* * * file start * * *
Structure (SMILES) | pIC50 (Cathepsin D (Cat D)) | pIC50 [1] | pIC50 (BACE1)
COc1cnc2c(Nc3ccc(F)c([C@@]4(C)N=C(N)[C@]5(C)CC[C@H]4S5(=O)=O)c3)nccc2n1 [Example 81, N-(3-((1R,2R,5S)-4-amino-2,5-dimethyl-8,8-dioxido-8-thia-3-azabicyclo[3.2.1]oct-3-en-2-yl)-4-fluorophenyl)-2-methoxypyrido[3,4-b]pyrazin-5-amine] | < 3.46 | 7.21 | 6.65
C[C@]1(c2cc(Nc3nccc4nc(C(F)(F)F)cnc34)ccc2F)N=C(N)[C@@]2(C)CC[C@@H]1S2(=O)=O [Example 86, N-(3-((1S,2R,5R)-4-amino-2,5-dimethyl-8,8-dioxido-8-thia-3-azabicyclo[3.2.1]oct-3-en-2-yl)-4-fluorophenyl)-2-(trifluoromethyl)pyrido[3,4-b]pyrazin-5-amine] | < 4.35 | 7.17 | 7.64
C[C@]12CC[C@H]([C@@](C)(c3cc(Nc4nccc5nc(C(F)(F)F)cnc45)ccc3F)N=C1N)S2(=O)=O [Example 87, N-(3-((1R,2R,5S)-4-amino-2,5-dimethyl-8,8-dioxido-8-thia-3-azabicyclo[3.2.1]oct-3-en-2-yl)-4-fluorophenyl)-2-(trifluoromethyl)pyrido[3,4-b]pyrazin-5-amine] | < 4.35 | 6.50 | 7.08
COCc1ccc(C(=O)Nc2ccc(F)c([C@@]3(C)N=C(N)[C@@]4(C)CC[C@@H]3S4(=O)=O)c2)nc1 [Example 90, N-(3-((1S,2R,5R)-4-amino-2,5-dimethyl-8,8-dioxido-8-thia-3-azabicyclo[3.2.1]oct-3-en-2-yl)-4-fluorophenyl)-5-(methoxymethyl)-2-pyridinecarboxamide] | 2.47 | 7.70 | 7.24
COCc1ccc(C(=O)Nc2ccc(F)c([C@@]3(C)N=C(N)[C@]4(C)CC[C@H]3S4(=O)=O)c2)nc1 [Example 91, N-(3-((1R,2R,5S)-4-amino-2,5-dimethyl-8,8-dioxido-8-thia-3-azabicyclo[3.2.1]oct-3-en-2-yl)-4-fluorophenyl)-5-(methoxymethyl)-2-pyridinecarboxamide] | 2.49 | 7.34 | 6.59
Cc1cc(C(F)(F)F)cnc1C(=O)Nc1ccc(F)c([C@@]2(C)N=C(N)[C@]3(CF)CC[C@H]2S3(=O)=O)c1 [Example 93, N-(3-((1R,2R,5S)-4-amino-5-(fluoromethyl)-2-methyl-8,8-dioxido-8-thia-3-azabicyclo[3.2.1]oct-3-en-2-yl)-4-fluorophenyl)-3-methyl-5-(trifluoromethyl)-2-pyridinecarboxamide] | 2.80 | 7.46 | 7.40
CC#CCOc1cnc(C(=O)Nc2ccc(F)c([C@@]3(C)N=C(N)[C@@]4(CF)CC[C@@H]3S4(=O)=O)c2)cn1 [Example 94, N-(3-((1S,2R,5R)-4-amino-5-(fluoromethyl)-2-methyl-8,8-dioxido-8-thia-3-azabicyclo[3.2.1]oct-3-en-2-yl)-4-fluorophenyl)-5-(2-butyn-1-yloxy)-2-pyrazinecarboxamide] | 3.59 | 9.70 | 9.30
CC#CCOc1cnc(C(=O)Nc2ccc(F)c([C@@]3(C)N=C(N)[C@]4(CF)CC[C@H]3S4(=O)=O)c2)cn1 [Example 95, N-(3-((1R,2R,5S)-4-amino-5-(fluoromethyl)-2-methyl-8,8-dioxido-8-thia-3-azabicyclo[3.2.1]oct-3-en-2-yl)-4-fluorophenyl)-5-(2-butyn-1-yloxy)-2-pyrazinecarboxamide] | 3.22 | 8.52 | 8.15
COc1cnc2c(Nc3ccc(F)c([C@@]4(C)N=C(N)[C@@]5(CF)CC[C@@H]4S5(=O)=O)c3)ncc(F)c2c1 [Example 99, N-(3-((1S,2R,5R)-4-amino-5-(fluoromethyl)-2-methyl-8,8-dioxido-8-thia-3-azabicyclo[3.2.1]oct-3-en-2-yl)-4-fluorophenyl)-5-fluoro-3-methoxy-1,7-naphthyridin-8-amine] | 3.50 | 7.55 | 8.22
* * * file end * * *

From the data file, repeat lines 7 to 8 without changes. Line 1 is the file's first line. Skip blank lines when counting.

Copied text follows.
Cc1cc(C(F)(F)F)cnc1C(=O)Nc1ccc(F)c([C@@]2(C)N=C(N)[C@]3(CF)CC[C@H]2S3(=O)=O)c1 [Example 93, N-(3-((1R,2R,5S)-4-amino-5-(fluoromethyl)-2-methyl-8,8-dioxido-8-thia-3-azabicyclo[3.2.1]oct-3-en-2-yl)-4-fluorophenyl)-3-methyl-5-(trifluoromethyl)-2-pyridinecarboxamide] | 2.80 | 7.46 | 7.40
CC#CCOc1cnc(C(=O)Nc2ccc(F)c([C@@]3(C)N=C(N)[C@@]4(CF)CC[C@@H]3S4(=O)=O)c2)cn1 [Example 94, N-(3-((1S,2R,5R)-4-amino-5-(fluoromethyl)-2-methyl-8,8-dioxido-8-thia-3-azabicyclo[3.2.1]oct-3-en-2-yl)-4-fluorophenyl)-5-(2-butyn-1-yloxy)-2-pyrazinecarboxamide] | 3.59 | 9.70 | 9.30